To showcase this they were featured on the covers in images showed up nowhere on the inside, and such images they were, I give you.
Superman, Batman & Robin Playerz of 1948.
All of them showed the Dynamic Duo and the Man of Steel being very undynamic and non-steel like, mostly just larking about at State Fairs, giving shoe-shine guys a hard time by their red, blue and green boots, and at swimmin' holes, many however show them apparently trying to impress or pick up girls.
So there you have it, the first team-up of Batman and Superman was not them saving the world, but going out on a double dates… unless this was just a publicity campaign by DC to provide beards for them!
The idea of putting wheels on your shoes and rolling about on them is, if you really think about it, an odd, bordering on stupid, idea, but we as a people have been doing it for a long time.
No one knows who the first person was to come up with the idea, but it’s been around since the early 18 century, and the first recorded person to try to improve the whole concept was one John Joseph Merlin in 1760.
And like the original Merlin roller skates have been turning up, if not regularly, at least often enough to get noticed in comic books. *
And despite the fact that comic books are often filled with representations of odd looking humans, in odd looking costumes, when roller skates show up it still looks… well… odd.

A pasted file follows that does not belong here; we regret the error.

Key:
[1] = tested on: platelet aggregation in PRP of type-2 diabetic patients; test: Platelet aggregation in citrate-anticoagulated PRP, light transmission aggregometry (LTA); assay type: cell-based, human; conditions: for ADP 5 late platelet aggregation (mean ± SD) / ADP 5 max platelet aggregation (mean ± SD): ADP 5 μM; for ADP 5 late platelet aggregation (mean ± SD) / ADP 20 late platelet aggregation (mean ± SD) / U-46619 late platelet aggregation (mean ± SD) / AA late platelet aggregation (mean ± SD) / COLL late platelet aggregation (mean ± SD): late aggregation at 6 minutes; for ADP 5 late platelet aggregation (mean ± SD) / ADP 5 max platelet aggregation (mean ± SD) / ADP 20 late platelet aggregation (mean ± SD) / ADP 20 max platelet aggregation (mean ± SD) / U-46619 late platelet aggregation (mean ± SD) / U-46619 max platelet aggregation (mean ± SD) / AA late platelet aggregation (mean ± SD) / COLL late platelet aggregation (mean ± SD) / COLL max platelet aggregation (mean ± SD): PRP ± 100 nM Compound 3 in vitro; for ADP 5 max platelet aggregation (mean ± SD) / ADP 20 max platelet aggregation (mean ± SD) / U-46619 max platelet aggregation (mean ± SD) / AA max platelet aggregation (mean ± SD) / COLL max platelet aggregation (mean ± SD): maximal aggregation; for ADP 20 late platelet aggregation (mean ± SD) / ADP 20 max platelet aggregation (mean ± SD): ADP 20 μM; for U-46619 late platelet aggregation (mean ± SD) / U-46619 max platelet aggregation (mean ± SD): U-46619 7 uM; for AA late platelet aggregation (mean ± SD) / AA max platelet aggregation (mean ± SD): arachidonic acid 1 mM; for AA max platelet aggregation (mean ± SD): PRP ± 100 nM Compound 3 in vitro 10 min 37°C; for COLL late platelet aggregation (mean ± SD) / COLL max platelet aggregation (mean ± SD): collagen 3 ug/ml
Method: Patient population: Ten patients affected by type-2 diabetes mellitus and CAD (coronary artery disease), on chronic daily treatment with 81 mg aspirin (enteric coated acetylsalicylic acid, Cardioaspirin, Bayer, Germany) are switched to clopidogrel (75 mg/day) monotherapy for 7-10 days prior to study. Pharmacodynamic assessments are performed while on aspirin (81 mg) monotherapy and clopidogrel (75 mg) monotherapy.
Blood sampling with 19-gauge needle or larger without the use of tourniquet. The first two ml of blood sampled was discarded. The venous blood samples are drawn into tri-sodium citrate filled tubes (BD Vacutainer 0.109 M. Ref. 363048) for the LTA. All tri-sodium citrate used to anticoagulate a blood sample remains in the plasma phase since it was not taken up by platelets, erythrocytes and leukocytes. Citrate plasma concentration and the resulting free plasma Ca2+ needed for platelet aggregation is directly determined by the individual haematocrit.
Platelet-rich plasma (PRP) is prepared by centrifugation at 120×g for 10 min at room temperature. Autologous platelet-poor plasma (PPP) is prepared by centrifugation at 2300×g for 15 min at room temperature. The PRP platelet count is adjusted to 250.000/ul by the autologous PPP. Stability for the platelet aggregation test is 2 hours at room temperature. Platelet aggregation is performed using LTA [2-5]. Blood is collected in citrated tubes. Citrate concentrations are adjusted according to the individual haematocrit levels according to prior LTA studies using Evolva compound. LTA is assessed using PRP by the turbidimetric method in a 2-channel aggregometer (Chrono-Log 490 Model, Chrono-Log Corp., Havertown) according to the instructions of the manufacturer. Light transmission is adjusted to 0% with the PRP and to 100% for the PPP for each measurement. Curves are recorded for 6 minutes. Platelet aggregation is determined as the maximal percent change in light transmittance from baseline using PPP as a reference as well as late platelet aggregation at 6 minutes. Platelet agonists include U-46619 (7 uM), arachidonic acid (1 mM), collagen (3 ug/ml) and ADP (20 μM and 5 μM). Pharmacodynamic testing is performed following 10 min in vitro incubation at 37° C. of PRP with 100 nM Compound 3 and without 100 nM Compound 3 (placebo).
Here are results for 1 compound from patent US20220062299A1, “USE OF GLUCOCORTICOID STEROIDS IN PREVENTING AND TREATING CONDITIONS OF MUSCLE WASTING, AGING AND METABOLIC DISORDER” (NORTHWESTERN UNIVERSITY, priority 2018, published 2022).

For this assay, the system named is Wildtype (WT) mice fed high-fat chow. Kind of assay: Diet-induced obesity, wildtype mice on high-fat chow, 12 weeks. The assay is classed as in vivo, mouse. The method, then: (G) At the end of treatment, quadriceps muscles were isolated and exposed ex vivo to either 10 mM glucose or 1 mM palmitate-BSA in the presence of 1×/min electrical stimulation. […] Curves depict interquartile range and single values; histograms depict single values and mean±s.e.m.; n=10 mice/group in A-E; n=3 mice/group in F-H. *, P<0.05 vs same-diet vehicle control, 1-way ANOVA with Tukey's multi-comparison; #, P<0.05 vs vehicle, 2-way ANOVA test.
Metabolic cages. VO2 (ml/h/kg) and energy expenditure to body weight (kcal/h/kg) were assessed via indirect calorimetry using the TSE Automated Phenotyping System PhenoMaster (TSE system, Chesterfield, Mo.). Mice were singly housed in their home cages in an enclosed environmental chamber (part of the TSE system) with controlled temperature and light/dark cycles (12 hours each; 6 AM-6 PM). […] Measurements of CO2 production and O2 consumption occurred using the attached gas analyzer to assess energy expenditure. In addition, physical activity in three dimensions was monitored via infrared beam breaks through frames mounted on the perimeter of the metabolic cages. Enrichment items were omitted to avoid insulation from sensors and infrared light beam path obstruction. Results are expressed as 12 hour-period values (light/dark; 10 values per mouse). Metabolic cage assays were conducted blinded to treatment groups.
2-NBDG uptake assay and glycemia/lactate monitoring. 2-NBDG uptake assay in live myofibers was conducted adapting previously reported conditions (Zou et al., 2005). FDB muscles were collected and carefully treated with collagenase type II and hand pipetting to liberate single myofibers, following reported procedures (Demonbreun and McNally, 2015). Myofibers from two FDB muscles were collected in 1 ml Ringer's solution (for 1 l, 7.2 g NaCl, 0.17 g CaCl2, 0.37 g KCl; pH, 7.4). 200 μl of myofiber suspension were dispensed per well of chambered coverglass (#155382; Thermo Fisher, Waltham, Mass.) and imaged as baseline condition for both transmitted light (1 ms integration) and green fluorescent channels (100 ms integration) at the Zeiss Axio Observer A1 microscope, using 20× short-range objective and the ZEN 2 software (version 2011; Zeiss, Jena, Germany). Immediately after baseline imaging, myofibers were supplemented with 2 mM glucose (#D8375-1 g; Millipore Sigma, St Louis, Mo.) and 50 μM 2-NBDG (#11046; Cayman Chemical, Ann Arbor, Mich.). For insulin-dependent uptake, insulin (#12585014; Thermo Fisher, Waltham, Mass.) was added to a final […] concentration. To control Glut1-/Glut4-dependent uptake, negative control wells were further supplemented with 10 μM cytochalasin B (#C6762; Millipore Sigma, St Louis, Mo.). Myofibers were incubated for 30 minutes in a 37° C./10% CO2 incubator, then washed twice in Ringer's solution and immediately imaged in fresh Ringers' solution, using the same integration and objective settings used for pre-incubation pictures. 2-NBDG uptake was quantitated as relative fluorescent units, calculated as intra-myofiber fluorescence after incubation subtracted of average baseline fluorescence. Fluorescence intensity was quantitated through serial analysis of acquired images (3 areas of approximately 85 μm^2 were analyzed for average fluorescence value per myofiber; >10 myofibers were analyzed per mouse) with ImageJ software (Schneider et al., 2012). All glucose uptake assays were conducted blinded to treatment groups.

For examples see below from World’s Finest Comics in 1948, a one shot from the 80s Black & White mistake… err… explosion featuring a hero called “Skate-man,” Ironman using his always vaguely silly looking armor skates, Barbie on skates (perhaps the only one who pulls it off), a comic from 1957 featuring “the Secret of Roller Skating” (ssssh, don’t tell anyone but `it’s don’t fall down and even a dweeb like that guy can get girls to do stuff like that.’) and the always forgettable Dazzler and her high-heel roller skates, showing that her greatest mutant ability was being able pull off things like that and not regularly break both legs.
Everybody knows DC had the Suicide Squad first in the 60s, as is so often the case with “what everybody knows” everybody is dead wrong. Seems it's been around longer than that, and been used by more than DC.
First off I personally was a little disappointed to find out where the phrase came from, it seems that it first was used in football, the suicide squad being the squad used on kickoffs, that being more dangerous than other plays, or so they tell me.
However a expression with umpf like that can't be expected to say on the gridiron. The first fictional Suicide Squad appeared from March 25, 1936 to April, 1943 in 22 stories in Ace G-Man Stories featuring 3 tough as nails FBI agents battling gangsters, Nazis, and even the occasional super-villain, a Mr. Zero to name pseudonyms, written by Emile C. Tepperman, the man who gave use Operator # 5, Secret Agent X and a number of the adventures of The Avenger (the one with the gray moldable face) the first Squad fought crime and / or evil in such stories as Mr. Zero and the Suicide Squad, Suicide Squad Reports for Death, The Suicide Squad's Murder Lottery & Blood, Sweat, and Bullets. Mostly forgotten they they have recently had a bit of a revival with the reprinting of all 22 of their adventures just last July.